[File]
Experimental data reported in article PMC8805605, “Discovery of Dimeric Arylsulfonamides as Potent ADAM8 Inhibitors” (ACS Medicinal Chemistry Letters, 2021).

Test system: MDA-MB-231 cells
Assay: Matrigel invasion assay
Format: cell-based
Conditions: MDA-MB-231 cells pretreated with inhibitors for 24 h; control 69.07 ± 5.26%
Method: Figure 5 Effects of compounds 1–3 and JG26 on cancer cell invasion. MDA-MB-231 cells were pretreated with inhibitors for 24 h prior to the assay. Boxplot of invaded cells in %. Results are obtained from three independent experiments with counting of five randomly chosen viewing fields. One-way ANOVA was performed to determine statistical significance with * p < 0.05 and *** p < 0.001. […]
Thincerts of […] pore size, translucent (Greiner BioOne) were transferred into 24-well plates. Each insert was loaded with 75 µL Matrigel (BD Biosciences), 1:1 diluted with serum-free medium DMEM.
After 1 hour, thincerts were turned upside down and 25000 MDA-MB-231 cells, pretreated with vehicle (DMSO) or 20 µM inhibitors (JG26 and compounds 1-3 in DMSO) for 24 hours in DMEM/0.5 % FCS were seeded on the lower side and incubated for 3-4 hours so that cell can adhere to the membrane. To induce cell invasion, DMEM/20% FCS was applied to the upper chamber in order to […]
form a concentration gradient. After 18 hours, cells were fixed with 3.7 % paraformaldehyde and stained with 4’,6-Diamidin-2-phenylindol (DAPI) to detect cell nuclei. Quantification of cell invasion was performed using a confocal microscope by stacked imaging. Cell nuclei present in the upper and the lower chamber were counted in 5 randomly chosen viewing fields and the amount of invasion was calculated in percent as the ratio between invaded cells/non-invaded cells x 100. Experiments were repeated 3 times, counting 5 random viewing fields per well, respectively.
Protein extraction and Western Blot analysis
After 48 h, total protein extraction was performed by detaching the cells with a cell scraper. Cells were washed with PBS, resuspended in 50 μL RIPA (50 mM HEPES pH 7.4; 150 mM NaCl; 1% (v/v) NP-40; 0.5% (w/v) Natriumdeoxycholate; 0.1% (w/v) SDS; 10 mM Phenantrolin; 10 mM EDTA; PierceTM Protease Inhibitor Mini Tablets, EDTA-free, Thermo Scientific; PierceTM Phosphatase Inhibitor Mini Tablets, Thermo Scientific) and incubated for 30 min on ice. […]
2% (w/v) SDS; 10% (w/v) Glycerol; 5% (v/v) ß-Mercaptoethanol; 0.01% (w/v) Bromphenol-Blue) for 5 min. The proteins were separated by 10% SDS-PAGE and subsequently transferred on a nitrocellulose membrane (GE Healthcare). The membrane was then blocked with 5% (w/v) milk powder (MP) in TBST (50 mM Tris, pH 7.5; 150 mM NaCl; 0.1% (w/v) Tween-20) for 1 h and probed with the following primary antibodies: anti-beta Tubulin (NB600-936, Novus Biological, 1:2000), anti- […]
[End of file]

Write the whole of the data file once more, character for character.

Experimental data reported in article PMC8805605, “Discovery of Dimeric Arylsulfonamides as Potent ADAM8 Inhibitors” (ACS Medicinal Chemistry Letters, 2021).

Test system: MDA-MB-231 cells
Assay: Matrigel invasion assay
Format: cell-based
Conditions: MDA-MB-231 cells pretreated with inhibitors for 24 h; control 69.07 ± 5.26%
Method: Figure 5 Effects of compounds 1–3 and JG26 on cancer cell invasion. MDA-MB-231 cells were pretreated with inhibitors for 24 h prior to the assay. Boxplot of invaded cells in %. Results are obtained from three independent experiments with counting of five randomly chosen viewing fields. One-way ANOVA was performed to determine statistical significance with * p < 0.05 and *** p < 0.001. […]
Thincerts of […] pore size, translucent (Greiner BioOne) were transferred into 24-well plates. Each insert was loaded with 75 µL Matrigel (BD Biosciences), 1:1 diluted with serum-free medium DMEM.
After 1 hour, thincerts were turned upside down and 25000 MDA-MB-231 cells, pretreated with vehicle (DMSO) or 20 µM inhibitors (JG26 and compounds 1-3 in DMSO) for 24 hours in DMEM/0.5 % FCS were seeded on the lower side and incubated for 3-4 hours so that cell can adhere to the membrane. To induce cell invasion, DMEM/20% FCS was applied to the upper chamber in order to […]
form a concentration gradient. After 18 hours, cells were fixed with 3.7 % paraformaldehyde and stained with 4’,6-Diamidin-2-phenylindol (DAPI) to detect cell nuclei. Quantification of cell invasion was performed using a confocal microscope by stacked imaging. Cell nuclei present in the upper and the lower chamber were counted in 5 randomly chosen viewing fields and the amount of invasion was calculated in percent as the ratio between invaded cells/non-invaded cells x 100. Experiments were repeated 3 times, counting 5 random viewing fields per well, respectively.
Protein extraction and Western Blot analysis
After 48 h, total protein extraction was performed by detaching the cells with a cell scraper. Cells were washed with PBS, resuspended in 50 μL RIPA (50 mM HEPES pH 7.4; 150 mM NaCl; 1% (v/v) NP-40; 0.5% (w/v) Natriumdeoxycholate; 0.1% (w/v) SDS; 10 mM Phenantrolin; 10 mM EDTA; PierceTM Protease Inhibitor Mini Tablets, EDTA-free, Thermo Scientific; PierceTM Phosphatase Inhibitor Mini Tablets, Thermo Scientific) and incubated for 30 min on ice. […]
2% (w/v) SDS; 10% (w/v) Glycerol; 5% (v/v) ß-Mercaptoethanol; 0.01% (w/v) Bromphenol-Blue) for 5 min. The proteins were separated by 10% SDS-PAGE and subsequently transferred on a nitrocellulose membrane (GE Healthcare). The membrane was then blocked with 5% (w/v) milk powder (MP) in TBST (50 mM Tris, pH 7.5; 150 mM NaCl; 0.1% (w/v) Tween-20) for 1 h and probed with the following primary antibodies: anti-beta Tubulin (NB600-936, Novus Biological, 1:2000), anti- […]